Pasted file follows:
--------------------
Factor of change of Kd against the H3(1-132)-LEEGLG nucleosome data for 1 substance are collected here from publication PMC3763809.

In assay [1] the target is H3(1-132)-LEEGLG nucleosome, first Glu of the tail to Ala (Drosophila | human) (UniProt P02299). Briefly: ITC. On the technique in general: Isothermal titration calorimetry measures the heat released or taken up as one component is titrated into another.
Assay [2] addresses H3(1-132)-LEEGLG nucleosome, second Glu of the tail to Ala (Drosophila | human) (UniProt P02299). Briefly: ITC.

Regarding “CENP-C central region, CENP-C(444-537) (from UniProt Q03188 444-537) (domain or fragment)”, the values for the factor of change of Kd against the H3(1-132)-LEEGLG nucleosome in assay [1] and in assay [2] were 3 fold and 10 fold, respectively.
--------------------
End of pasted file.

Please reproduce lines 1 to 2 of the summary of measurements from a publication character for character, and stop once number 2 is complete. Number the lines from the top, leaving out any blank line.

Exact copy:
Factor of change of Kd against the H3(1-132)-LEEGLG nucleosome data for 1 substance are collected here from publication PMC3763809.

In assay [1] the target is H3(1-132)-LEEGLG nucleosome, first Glu of the tail to Ala (Drosophila | human) (UniProt P02299). Briefly: ITC. On the technique in general: Isothermal titration calorimetry measures the heat released or taken up as one component is titrated into another.